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Although forests have diminished globally over the past 400 years, forest cover has increased in some areas, including India in the last two decades. Aggregate time-series evidence on forest growth rates and income growth across countries and within India and a newly-assembled data set that combines national household survey data, census data and satellite images of land use in rural India at the village level over a 29-year period are used to explore the hypothesis that increases in the demand for forest products associated with income and population growth lead to forest growth. The evidence is consistent with this hypothesis, which also shows that neither the expansion of agricultural productivity nor rising wages in India increased local forest cover Download Paper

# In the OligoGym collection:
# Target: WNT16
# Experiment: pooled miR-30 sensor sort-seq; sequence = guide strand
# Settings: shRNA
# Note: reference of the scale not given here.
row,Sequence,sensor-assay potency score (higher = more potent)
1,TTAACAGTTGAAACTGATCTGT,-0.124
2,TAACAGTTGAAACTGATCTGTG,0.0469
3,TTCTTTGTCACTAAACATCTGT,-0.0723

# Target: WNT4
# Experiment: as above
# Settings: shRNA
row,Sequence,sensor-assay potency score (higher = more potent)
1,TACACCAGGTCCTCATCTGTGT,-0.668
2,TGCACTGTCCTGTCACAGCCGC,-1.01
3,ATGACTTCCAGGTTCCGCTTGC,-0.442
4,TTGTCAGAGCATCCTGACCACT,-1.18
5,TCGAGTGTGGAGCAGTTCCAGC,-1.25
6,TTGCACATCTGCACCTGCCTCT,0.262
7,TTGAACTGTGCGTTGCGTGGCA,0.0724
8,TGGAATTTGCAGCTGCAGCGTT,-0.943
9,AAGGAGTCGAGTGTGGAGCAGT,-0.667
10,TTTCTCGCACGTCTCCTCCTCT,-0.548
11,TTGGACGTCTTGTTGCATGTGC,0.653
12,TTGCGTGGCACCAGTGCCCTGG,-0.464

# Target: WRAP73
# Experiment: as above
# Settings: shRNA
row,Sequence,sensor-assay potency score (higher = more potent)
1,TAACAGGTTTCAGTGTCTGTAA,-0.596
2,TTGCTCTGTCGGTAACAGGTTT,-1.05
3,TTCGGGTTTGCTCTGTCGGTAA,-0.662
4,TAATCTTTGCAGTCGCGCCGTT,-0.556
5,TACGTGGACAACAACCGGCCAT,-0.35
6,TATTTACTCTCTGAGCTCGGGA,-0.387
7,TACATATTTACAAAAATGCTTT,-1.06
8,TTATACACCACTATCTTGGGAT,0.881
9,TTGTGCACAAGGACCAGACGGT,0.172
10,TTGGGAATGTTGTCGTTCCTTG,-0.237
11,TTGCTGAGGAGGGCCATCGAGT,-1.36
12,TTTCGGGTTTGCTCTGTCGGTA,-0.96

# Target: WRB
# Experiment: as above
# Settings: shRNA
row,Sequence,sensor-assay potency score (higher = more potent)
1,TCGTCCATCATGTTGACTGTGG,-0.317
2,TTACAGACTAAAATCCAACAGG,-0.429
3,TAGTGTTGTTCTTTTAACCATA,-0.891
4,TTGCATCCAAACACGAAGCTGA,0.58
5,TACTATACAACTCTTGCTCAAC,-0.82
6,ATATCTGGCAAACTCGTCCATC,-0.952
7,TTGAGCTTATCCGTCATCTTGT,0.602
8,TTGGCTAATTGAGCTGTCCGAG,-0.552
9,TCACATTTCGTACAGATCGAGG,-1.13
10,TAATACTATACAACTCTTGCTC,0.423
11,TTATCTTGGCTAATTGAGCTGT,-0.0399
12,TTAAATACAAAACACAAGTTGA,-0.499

In this paper we exploit a unique panel data set describing village governance, public goods allocations, and economic circumstances in India over the past twenty years to examine the consequences of democratization and fiscal decentralization within a model that highlights landownership-based interest groups. We first construct a simple model of two-party representative democracy with probabilistic voting in which local governments must choose to allocate public resources among three different goods representing the principal local public goods in Indian villages: roads, which primarily benefit the poor by raising wages; irrigation facilities, which differentially benefit landowners; and schools which have neutral effects. We embed the voting model in a general-equilibrium model of the rural economy in order to capture the general-equilibrium effects of changes in the landless share on the economic returns to the public goods. The model yields predictions about how the landless share affects allocations of the specific public goods under democracy relative to an alternative regime in which the local elite have a disproportionate effect on outcomes relative to that dictated by democracy. The model also has implications for the effects of ceding revenue-generating authority to the local governing body that permit an assessment of the differential burden of taxation on the rich and poor. Based on specifications consistent with the model, we then find evidence consistent with the two-party model of democracy in which increasing the population weight of the poor induces public resource allocations that increase the welfare of the poor. However, we also find that local taxes, where they are permitted, are regressive - the (landless) poor pay a higher tax rate on consumption than do the rich. Finally, we assess the growth implications of local democratization. Our evidence is consistent with almost-perfect substitution of public and private irrigation investment. Our findings thus suggest that the shift in the portfolio of local public goods associated with local democratization in part represents a transformation of a local welfare program from one that serves the rich to one that increases the welfare of the poor with possibly a net gain in total output. Download Paper